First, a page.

There’s something infinitely reassuring about seeing Steven Spielberg’s name above a summer movie title, something even the woeful last Indy Jones instalment can’t dilute.
Here, he is the producer while J.J. Abrams does the real work as writer/director, but nevertheless we are in classic Spielberg territory.
The film is set in 1979 and follows a group of kids who investigate strange, potentially alien happenings in their small town.
So we have the Steven staples of kids, the 1970s and aliens.
Bodycam footage shows police breaking into hot car to free distressed dog stuck in high temperatures
More than 400 potential victims of modern slavery identified in Bedfordshire last year
Three members of the same Bedford family die in Italian road crash
Bedford woman jailed after head-on collision on wrong side of the road
Police step up patrols after Bedford car workshop broken into more than 35 TIMES
Like the recent British movie Attack The Block, what we have here is homage to a type of movie and a moment in a filmmaker’s past, shot through with resolutely modern delivery.
It also has strong elements of the undervalued British coming of age charmer Son Of Rambow in its story of the kids documenting their investigations with cameras and glee.
After some lacklustre movies Abrams is cementing a reputation bolstered by the impressive Star Trek reboot with another film drawing on the past but slamming it into the future with his enthusiasm and love for mystery and storytelling.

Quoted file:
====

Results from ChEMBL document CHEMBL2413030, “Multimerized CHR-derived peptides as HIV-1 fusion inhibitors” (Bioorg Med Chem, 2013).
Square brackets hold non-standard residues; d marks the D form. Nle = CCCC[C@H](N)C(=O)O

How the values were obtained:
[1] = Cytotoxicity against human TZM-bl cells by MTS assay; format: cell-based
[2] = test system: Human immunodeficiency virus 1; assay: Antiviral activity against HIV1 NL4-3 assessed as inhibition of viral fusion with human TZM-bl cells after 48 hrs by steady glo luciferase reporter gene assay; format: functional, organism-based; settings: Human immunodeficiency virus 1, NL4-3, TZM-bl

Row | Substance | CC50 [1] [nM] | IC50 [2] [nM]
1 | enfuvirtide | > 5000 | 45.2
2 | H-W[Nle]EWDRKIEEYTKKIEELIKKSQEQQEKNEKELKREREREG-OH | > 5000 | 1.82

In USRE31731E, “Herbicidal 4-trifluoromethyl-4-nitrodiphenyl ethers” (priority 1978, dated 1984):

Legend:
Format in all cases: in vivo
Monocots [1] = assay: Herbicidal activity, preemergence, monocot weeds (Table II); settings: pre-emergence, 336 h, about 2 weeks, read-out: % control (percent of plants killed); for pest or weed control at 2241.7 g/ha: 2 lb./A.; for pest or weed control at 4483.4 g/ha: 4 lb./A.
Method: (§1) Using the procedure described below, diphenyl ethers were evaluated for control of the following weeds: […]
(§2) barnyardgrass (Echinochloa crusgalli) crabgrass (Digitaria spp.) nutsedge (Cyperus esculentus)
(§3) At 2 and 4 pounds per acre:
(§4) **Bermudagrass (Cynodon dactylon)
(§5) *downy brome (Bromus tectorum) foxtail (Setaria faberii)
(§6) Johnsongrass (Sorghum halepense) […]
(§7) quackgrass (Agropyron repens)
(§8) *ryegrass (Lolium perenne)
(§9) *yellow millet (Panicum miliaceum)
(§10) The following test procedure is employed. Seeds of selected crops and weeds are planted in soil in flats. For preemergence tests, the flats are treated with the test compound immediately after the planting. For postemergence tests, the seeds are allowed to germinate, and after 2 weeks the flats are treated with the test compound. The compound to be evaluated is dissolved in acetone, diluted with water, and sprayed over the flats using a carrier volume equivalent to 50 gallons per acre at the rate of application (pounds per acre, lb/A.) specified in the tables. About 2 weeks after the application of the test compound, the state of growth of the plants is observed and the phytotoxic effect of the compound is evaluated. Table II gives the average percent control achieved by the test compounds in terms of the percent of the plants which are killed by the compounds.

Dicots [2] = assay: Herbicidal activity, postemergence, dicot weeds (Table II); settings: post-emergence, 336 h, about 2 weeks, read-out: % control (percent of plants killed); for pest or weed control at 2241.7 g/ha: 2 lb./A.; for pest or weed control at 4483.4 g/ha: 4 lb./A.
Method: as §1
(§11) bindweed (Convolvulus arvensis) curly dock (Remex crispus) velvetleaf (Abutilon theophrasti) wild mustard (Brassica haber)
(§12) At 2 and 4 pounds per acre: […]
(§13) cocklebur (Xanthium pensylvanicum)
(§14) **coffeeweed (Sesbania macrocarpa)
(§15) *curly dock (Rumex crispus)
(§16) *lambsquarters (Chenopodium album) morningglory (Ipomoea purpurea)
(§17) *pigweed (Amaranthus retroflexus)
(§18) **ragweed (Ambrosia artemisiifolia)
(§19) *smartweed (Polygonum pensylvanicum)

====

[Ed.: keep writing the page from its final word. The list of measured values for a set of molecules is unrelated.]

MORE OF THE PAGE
Fans of the brilliant TV show Friday Night Lights will rejoice in seeing Kyle ‘Coach Taylor’ Chandler heading up the adult cast as the local sheriff trying to keep it all together.
The film seems determined to return fun, story and entertainment back into the summer movie calendar and it’s certainly a refreshing change from underwhelming superhero sequels and franchise feeders.
Hopefully Abrams can move on from both the franchise and Spielberg’s shadow in the future, as he has certainly proved himself a capable director and writer for the Hollywood audience.
Mr. Popper’s Penguins
Jim Carrey’s ‘one for them and one for me’ movie ratio is looking a little lopsided and I’m finding it increasingly difficult to defend him.
The likes of Eternal Sunshine seem so distant now and I hoped that the spirited Yes Man was ‘one for them’ and we’d see him back making the great work of which he is capable once again, but since then we’ve had the Robert Zemeckis anima-thing which was OK and now this, which is, well, to put it kindly, beneath him.
It does have Carla Gugino and Angela Lansbury but it’s still a middle of the road, cliche-ridden kids movie that doesn’t deserve him.
Carrey stars as a successful businessman who inherits six penguins and whose life, as you’d expect, is turned upside down.
There’s nothing new here in terms of story or delivery, and Carrey gurns and pratfalls on autopilots and my defence looks weak in the light of this evidence.
I want the Jim Carrey of The Truman Show and Man on the Moon back, please.
Hell, I’ll even settle for the Dumb And Dumber JC back, at least that was truly funny.